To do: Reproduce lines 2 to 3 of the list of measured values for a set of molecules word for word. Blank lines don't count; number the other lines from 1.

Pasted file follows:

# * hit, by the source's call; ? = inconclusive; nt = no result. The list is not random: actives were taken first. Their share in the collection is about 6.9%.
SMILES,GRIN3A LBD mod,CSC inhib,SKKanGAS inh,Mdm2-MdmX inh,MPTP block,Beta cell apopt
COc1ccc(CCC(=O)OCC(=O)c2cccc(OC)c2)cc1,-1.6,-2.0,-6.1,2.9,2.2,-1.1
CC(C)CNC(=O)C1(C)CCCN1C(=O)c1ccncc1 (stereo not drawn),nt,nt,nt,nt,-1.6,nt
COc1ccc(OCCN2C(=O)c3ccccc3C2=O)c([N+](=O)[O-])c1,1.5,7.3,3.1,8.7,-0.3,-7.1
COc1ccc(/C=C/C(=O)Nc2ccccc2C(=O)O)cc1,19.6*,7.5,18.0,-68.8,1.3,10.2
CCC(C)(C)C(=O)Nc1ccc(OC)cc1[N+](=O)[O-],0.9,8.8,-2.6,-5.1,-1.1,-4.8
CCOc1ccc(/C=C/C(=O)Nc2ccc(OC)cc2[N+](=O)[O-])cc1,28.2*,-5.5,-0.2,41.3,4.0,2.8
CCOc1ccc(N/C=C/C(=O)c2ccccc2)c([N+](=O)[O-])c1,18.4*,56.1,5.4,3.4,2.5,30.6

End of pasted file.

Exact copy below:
SMILES,GRIN3A LBD mod,CSC inhib,SKKanGAS inh,Mdm2-MdmX inh,MPTP block,Beta cell apopt
COc1ccc(CCC(=O)OCC(=O)c2cccc(OC)c2)cc1,-1.6,-2.0,-6.1,2.9,2.2,-1.1